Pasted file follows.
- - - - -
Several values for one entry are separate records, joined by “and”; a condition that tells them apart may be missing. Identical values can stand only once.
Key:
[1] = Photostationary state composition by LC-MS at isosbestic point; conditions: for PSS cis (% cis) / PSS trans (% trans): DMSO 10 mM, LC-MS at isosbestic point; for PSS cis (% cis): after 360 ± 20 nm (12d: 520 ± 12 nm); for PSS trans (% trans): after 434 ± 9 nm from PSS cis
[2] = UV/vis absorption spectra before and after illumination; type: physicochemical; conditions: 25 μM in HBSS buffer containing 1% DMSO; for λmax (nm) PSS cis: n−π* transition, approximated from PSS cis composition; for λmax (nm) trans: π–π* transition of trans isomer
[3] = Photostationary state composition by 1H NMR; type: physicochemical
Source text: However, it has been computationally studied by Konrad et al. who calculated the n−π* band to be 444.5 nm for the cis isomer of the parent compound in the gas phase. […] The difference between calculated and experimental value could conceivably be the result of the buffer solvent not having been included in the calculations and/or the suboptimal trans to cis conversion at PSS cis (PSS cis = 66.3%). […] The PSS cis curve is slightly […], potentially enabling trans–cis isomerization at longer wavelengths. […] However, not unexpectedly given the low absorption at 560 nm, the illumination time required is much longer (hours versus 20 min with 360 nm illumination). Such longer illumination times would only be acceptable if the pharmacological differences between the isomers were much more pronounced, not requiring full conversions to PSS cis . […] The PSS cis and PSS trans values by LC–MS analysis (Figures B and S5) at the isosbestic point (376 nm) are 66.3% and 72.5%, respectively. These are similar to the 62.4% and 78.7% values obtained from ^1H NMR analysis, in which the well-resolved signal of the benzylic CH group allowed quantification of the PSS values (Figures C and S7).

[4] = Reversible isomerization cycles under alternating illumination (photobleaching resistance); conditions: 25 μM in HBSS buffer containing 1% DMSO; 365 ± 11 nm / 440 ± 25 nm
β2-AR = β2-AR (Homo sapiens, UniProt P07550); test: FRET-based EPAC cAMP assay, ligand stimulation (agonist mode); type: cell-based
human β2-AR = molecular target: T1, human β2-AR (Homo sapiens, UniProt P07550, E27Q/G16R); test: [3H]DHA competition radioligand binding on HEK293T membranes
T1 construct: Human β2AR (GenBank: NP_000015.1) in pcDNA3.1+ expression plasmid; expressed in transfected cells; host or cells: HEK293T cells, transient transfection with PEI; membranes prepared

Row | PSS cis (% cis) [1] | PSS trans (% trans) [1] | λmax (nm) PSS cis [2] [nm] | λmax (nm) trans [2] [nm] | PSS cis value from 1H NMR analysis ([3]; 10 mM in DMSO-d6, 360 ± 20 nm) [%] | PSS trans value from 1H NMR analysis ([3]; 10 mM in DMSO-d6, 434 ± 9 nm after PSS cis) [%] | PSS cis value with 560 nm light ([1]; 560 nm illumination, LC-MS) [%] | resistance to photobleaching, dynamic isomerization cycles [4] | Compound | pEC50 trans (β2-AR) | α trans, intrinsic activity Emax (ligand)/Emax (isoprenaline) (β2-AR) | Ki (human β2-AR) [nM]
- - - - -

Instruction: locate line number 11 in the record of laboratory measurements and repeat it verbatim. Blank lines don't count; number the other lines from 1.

Row | PSS cis (% cis) [1] | PSS trans (% trans) [1] | λmax (nm) PSS cis [2] [nm] | λmax (nm) trans [2] [nm] | PSS cis value from 1H NMR analysis ([3]; 10 mM in DMSO-d6, 360 ± 20 nm) [%] | PSS trans value from 1H NMR analysis ([3]; 10 mM in DMSO-d6, 434 ± 9 nm after PSS cis) [%] | PSS cis value with 560 nm light ([1]; 560 nm illumination, LC-MS) [%] | resistance to photobleaching, dynamic isomerization cycles [4] | Compound | pEC50 trans (β2-AR) | α trans, intrinsic activity Emax (ligand)/Emax (isoprenaline) (β2-AR) | Ki (human β2-AR) [nM]